Monday, May 31, 2004

Cafe Scientifique

Cafe Scientifique:

"Cafe Scientifique is a place where, for the price of a cup of coffee or a glass of wine, anyone can come to explore the latest ideas in science and technology. Meetings have taken place in cafes, bars, restaurants and even theatres, but always outside a traditional academic context. "

This movement started in the UK seems to be spreading widely, including countries such as Brazil, Singapore and India.

Generic Names for Soft Drinks in the U.S.

Generic Names for Soft Drinks in the U.S.

I found it interesting how the word varies geographically. Compare it with the map of voting in 2000.

By the way, for non U.S. citizens, the size of the counties might be interesting, Counties are much smaller in the east than in the west.

African Growth and Opportunity Act in Trouble in Congress

Sartorial Snag (

"There's a program that works for Africa. It has created 150,000 jobs there, stimulated $340 million dollars of private investment and boosted the region's exports by perhaps $1 billion a year. This program costs the United States almost nothing, but it's about to be gutted."

Saturday, May 29, 2004

Starving Science (

Starving Science (

"Reports from the National Science Foundation and elsewhere indicate that the decline is not only relative. It is also absolute: American science is growing weaker, although not across the board."

Thursday, May 27, 2004

Gore's Speech Yesterday

Remarks by Al Gore:

"The abuse of the prisoners at Abu Ghraib flowed directly from the abuse of the truth that characterized the Administration's march to war and the abuse of the trust that had been placed in President Bush by the American people in the aftermath of September 11th. "

Wednesday, May 26, 2004 - U.S. picks 16 nations eligible for new aid fund - May 10, 2004 - U.S. picks 16 nations eligible for new aid fund - May 10, 2004:

"The countries chosen were Armenia, Benin, Bolivia, Cape Verde, Georgia, Ghana, Honduras, Lesotho, Madagascar, Mali, Mongolia, Mozambique, Nicaragua, Senegal, Sri Lanka and Vanuatu."

Tuesday, May 25, 2004

South Africa's new voice

South Africa's new voice:

"After a decade of democratic government in South Africa, the face of research remains largely untransformed. Published research has declined significantly in relation to global output, and spending on research and development (R&D) has declined as a proportion of gross domestic product (GDP). White scientists still produce more than 90% of research articles published. Moreover, the research community is ageing, with almost half of authors of research articles now being over 50. Very few able school-leavers are being attracted into research careers and, despite the de-segregation of the country's school system, only a tiny proportion of black scholars leave school with university-entrance qualifications in mathematics and physical science. Those who do are attracted to careers in the professions, which are perceived as more lucrative."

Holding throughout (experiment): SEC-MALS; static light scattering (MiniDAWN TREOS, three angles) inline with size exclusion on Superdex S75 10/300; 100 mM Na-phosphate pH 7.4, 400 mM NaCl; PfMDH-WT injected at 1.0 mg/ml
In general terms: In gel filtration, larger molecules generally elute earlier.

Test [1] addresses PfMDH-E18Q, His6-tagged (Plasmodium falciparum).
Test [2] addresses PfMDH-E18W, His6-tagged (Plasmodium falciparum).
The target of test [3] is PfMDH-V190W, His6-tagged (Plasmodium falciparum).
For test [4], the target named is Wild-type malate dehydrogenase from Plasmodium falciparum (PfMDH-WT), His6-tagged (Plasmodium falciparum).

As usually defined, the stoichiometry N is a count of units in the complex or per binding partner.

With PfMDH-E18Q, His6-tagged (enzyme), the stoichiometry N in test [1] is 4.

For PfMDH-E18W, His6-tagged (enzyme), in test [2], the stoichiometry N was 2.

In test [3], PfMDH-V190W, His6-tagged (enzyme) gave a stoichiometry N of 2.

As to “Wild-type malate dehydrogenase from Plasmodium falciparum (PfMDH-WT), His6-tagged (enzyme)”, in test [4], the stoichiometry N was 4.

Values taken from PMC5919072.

OneWorld US - Scientists, Religious Leaders Urge Congress to Take Action on Global Warming

OneWorld US - Scientists, Religious Leaders Urge Congress to Take Action on Global Warming:

"The 'people of science' signing the Plea include the two 1995 Nobel Prize winning chemists Dr. Mario Molina, professor of environmental chemistry at the Massachusetts Institute of Technology and Dr. F. Sherwood Rowland, who serves as the Bern Research Professor in Earth System Science at the University of California at Irvine. These chemists were honored for their discovery of the link between chlorofluorocarbons (CFCs) and depletion of the ozone layer.
Other distinguished secular leaders who signed the Plea include Dr. Lewis Branscomb, Aetna Professor in Public Policy and Corporate Management, Emeritus, at the Center for Science and International Affairs, Kennedy School of Government at Harvard University; Dr. Alan Leshner, CEO of the American Association for the Advancement of Science and executive publisher of the journal 'Science;' Dr. Peter Raven, Engelmann Professor of Botany at the Washington University in St. Louis; and Dr. George Woodwell, founder/director of the Woods Hole Research Center.

The group also includes ranking professors at the California Institute of Technology, Cornell, Duke University, MIT, Princeton, Rice University, University of Michigan, and Stanford, as well as physicist John H. Gibbons, currently president of Resources Strategies who served as director of the White House Office of Science and Technology Policy under President Bill Clinton. "

Intel Builds $2 Billion Wafer Fabrication Plant

Intel Builds $2 Billion Wafer Fabrication Plant:

"When completed, the converted Fab 12 will become Intel's fifth 300mm wafer facility. Five 300-mm fabs provide the equivalent manufacturing capacity of about 10 200mm factories. Intel's other 300mm fabs are located in Hillsboro, Ore. (two facilities), Rio Rancho, N.M. and Leixlip, Ireland.", 21st April 2004. | The cost of AIDS | The cost of AIDS:

"A report presented, in its final draft, on May 20th by British parliamentarians and the Royal African Society draws together the findings of various recent studies and experts' testimony. It concludes, alas, that the most realistic estimates of the economic impact of AIDS are also the most pessimistic. The disease, it reckons, is already depressing sub-Saharan Africa's annual GDP growth rate by 0.8 percentage points. In the worst-hit countries, where more than one-fifth of adults have HIV, the burden is 2.6 points."

Saturday, May 22, 2004

AAAS S&T Forum Opens With Lively R&D Budget Debate

American Association for the Advancement of Science: